You know you’ve made it big as a writer when your book is adapted into a movie. Then it becomes a challenge for the filmmakers to reach both viewers who have never read the book and those who are already loyal fans. Here are a few examples of works that were successful both as novels and as films:
- Eat, Pray, Love is the 2006 memoir by Elizabeth Gilbert that chronicles her trip around the world after her divorce. It was on the New York Times best-seller list for 187 weeks. The movie adaptation, starring Julia Roberts as the author, had a great box office debut but poor critical reception.
- The Da Vinci Code is a controversial 2003 mystery novel by Dan Brown that explores an alternative history of Christianity. It sold 80 million copies while the film version grossed $758 million (more than six times the $125 million budget). Another Dan Brown creation, Angels and Demons, was released in theaters in 2009 even though the book was published in 2000, before The Da Vinci Code.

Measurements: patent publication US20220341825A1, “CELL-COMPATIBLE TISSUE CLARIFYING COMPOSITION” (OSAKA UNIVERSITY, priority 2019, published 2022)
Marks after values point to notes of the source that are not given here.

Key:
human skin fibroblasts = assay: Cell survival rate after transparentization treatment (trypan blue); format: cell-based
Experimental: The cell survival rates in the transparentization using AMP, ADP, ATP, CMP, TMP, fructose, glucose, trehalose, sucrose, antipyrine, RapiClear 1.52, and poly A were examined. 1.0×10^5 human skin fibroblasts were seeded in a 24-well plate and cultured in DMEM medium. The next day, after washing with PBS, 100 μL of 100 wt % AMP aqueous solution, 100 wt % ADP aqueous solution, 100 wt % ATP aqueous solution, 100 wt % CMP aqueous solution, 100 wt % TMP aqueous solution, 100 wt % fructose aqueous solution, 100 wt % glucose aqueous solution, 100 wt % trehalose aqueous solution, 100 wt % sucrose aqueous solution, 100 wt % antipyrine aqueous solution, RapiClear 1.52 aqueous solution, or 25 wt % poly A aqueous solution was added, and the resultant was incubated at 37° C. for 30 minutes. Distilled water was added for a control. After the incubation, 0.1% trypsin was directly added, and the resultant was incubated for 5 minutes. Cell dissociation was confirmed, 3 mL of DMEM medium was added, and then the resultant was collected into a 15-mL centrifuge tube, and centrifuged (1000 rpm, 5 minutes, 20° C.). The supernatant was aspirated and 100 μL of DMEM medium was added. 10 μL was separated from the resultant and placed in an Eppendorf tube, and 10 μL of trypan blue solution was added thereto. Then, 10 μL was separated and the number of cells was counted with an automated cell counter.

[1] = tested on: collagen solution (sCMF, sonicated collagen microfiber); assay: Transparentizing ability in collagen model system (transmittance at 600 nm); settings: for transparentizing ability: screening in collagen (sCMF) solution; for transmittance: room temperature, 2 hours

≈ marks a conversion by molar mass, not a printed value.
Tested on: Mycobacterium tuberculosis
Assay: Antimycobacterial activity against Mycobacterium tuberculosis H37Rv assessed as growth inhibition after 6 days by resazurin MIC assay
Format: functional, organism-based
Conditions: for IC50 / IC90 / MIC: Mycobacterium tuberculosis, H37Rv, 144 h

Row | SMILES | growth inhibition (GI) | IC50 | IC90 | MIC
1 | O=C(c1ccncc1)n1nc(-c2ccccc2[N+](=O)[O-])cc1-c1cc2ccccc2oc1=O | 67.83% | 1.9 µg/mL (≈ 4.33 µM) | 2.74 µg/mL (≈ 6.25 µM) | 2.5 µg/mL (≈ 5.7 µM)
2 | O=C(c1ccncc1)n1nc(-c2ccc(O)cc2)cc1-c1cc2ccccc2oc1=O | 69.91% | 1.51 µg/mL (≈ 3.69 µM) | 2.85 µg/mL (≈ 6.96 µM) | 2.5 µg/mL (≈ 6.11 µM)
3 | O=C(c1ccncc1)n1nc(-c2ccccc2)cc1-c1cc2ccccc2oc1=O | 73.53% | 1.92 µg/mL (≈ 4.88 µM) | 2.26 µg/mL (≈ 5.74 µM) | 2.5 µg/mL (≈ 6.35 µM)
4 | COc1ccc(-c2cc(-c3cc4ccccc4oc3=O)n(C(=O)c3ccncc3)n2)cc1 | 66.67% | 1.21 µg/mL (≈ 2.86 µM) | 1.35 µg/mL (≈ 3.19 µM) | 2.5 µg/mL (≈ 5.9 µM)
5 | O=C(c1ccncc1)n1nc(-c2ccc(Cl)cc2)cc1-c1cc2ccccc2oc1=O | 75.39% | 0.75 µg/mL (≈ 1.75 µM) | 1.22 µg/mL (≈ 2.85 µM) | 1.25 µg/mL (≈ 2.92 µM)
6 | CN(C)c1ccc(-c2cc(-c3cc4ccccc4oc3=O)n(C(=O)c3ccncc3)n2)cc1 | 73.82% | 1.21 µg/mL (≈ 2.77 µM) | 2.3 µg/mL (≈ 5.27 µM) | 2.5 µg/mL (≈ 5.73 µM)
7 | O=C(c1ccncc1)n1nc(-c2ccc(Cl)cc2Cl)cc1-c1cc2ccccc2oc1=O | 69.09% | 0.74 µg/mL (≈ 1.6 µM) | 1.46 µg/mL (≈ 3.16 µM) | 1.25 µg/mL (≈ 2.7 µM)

- A Clockwork Orange is a 1962 dystopian novella by Anthony Burgess. It was chosen by Time magazine as one of the 100 best English-language novels between 1923-2005. However, the 1971 movie adaptation directed by Stanley Kubrick was notorious for its sexual and violent content.
- The Lord of the Rings trilogy was written by J. R. R. Tolkien and published in 1954-55. It sold over 150 million copies. The film series was directed by Peter Jackson and released from 2001 to 2003. With a staggering budget of $285 million, it made $2.92 billion in revenue and won 17 out of the 30 Academy Award nominations.
- Considered to be this era’s successor to LotR, the Harry Potter book series was written by British author J.K. Rowling and sold about 450 million copies. The seven volumes were made into eight movies, yielding $7.7 billion in revenue while costing 1.2 billion in production.